// action string, which can handle some simple types inline. Consult the
// documentation for how these can be used.
let paramItem = Gio.MenuItem.new('Parameter Item', 'test.paramAction::string');

// Icons are `Gio.Icon` instances, an abtraction of icons that is serialized as
// a `a{sv}` variant when sent over DBus. Note that it's up to the client-side
// to actually do something useful with this.
let paramIcon = new Gio.ThemedIcon({
    name: 'dialog-information-symbolic'
});

paramItem.set_icon(paramIcon);

// Once we add the item to the menu, making changes to the `paramItem` instance
// or the GIcon won't affect the menu in any way.
menuModel.append_item(paramItem);


// A number of the Gtk Widgets that are built from GMenuModels can automatically
// handle simple action types like stateful actions with booleans. This item
// will be turned into a Gtk.CheckButton for us.
let stateItem = Gio.MenuItem.new('State Item', 'test.stateAction');
menuModel.append_item(stateItem);


// Export and unexport a menu just like GActionGroup
let connection = Gio.DBus.session;

let menuId = connection.export_menu_model(
    '/io/github/andyholmes/Test',
    menuModel
);

connection.unexport_menu_model(menuId);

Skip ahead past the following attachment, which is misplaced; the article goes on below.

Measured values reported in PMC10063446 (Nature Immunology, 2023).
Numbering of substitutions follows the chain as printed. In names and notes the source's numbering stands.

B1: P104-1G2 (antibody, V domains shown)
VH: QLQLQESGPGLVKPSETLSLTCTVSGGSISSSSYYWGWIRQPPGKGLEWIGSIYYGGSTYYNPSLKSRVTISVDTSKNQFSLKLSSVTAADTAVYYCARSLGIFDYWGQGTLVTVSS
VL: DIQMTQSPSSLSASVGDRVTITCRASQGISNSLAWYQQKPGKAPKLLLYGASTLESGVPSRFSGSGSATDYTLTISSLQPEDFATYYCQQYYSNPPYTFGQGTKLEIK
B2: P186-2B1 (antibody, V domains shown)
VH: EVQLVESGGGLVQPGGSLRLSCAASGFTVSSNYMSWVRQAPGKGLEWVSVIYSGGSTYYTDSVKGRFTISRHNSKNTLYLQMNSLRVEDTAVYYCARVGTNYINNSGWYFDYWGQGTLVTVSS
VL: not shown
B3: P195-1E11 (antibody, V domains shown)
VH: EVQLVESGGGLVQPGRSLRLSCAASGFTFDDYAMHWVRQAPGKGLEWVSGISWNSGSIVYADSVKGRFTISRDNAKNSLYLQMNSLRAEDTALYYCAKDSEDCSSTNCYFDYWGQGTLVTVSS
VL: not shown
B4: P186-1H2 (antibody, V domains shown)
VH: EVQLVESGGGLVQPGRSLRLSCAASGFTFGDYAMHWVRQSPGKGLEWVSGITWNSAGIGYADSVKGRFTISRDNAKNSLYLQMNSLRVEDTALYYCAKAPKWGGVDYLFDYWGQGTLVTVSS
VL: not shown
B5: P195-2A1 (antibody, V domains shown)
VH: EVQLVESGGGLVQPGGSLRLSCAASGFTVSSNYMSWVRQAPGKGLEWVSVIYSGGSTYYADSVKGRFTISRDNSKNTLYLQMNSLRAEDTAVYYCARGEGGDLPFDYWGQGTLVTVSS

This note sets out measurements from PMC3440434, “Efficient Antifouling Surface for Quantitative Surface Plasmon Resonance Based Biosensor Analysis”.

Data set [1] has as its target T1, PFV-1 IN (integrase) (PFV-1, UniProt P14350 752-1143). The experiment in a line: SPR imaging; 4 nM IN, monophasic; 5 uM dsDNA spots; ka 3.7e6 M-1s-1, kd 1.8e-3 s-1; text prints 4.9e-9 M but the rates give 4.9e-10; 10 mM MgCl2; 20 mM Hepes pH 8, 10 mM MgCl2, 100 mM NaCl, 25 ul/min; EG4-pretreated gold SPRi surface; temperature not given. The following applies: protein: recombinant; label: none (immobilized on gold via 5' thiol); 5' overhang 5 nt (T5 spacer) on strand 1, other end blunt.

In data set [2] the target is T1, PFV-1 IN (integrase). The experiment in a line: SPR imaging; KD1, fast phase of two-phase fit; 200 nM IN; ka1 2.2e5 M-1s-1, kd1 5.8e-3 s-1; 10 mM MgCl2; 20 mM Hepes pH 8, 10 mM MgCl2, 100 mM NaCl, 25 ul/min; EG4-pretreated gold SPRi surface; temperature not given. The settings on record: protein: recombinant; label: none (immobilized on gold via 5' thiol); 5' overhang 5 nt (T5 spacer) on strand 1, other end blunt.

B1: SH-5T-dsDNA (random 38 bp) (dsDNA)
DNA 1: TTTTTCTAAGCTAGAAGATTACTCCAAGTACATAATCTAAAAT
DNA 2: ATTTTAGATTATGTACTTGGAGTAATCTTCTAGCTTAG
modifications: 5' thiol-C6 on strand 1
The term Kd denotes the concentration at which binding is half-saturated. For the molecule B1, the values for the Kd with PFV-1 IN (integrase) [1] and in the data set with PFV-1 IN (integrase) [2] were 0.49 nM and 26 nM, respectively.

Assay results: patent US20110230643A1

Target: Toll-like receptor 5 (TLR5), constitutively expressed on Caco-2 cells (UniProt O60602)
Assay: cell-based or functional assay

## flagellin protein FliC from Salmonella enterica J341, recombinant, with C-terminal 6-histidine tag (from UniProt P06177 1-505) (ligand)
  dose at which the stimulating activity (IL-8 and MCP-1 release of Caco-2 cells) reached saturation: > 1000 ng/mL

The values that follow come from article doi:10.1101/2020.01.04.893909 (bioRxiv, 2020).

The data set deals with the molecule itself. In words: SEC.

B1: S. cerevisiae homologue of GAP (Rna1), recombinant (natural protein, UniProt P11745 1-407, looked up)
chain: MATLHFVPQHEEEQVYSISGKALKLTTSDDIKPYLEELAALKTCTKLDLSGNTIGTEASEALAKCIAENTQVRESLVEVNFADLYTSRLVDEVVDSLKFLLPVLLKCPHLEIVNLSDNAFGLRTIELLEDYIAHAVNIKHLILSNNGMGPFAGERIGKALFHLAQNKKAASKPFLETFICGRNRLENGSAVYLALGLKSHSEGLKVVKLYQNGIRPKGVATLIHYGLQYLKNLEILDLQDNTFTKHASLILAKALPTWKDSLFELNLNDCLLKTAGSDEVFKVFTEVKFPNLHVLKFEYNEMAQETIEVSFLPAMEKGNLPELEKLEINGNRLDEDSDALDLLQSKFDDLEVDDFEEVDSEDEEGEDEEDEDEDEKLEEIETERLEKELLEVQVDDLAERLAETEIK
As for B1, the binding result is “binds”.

Now, assuming we have a remote process exporting both the action group and menu model from above, we can get clients for both and populate a menu:

imports.gi.versions.Gtk = '3.0';

const GLib = imports.gi.GLib;
const Gio = imports.gi.Gio;
const Gtk = imports.gi.Gtk;


Gtk.init(null);

let window = new Gtk.Window({
    title: 'GJS GMenu Example',
    default_width: 320,
    default_height: 240
});
window.connect('delete-event', () => Gtk.main_quit());

// As before, we'll insert the action group
let remoteGroup = Gio.DBusActionGroup.get(
    Gio.DBus.session,
    'io.github.andyholmes.Test',
    '/io/github/andyholmes/Test'
);
window.insert_action_group('test', remoteGroup);

// Get the remote menu model
let remoteMenu = Gio.DBusMenuModel.get(
    Gio.DBus.session,
    'io.github.andyholmes.Test',
    '/io/github/andyholmes/Test'
);

// And now we'll add a menu button to a header bar with our menu model
let headerBar = new Gtk.HeaderBar({
    title: 'GJS GMenu Example',
    show_close_button: true,
    visible: true
});
window.set_titlebar(headerBar);

let menuButton = new Gtk.MenuButton({
    image: new Gtk.Image({
        icon_name: 'open-menu-symbolic'
    }),
    menu_model: remoteMenu,
    visible: true
});
headerBar.pack_end(menuButton);

// Show the window and start the event loop
window.present();
Gtk.main();